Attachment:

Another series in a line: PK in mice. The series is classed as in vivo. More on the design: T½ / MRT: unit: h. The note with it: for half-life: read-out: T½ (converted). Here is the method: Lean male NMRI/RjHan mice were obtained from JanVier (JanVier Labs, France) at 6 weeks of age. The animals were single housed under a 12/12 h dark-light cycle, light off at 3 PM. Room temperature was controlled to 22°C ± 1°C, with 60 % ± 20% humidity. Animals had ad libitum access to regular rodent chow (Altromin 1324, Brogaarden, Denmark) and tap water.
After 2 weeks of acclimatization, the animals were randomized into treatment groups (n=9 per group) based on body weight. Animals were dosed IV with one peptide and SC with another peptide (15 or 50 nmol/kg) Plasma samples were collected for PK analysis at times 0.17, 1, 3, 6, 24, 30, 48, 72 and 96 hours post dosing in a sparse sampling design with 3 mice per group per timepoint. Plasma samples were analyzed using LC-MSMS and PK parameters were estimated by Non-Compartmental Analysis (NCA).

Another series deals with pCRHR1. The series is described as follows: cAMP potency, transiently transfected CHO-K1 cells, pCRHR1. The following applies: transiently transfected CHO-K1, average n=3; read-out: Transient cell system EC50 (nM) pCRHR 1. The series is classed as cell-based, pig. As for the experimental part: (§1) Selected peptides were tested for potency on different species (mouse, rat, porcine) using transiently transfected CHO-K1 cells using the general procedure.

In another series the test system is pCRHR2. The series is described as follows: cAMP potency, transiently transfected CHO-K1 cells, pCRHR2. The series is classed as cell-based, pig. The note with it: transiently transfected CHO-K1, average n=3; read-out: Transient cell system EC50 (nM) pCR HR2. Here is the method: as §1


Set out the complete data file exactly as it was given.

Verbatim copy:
Another series in a line: PK in mice. The series is classed as in vivo. More on the design: T½ / MRT: unit: h. The note with it: for half-life: read-out: T½ (converted). Here is the method: Lean male NMRI/RjHan mice were obtained from JanVier (JanVier Labs, France) at 6 weeks of age. The animals were single housed under a 12/12 h dark-light cycle, light off at 3 PM. Room temperature was controlled to 22°C ± 1°C, with 60 % ± 20% humidity. Animals had ad libitum access to regular rodent chow (Altromin 1324, Brogaarden, Denmark) and tap water.
After 2 weeks of acclimatization, the animals were randomized into treatment groups (n=9 per group) based on body weight. Animals were dosed IV with one peptide and SC with another peptide (15 or 50 nmol/kg) Plasma samples were collected for PK analysis at times 0.17, 1, 3, 6, 24, 30, 48, 72 and 96 hours post dosing in a sparse sampling design with 3 mice per group per timepoint. Plasma samples were analyzed using LC-MSMS and PK parameters were estimated by Non-Compartmental Analysis (NCA).

Another series deals with pCRHR1. The series is described as follows: cAMP potency, transiently transfected CHO-K1 cells, pCRHR1. The following applies: transiently transfected CHO-K1, average n=3; read-out: Transient cell system EC50 (nM) pCRHR 1. The series is classed as cell-based, pig. As for the experimental part: (§1) Selected peptides were tested for potency on different species (mouse, rat, porcine) using transiently transfected CHO-K1 cells using the general procedure.

In another series the test system is pCRHR2. The series is described as follows: cAMP potency, transiently transfected CHO-K1 cells, pCRHR2. The series is classed as cell-based, pig. The note with it: transiently transfected CHO-K1, average n=3; read-out: Transient cell system EC50 (nM) pCR HR2. Here is the method: as §1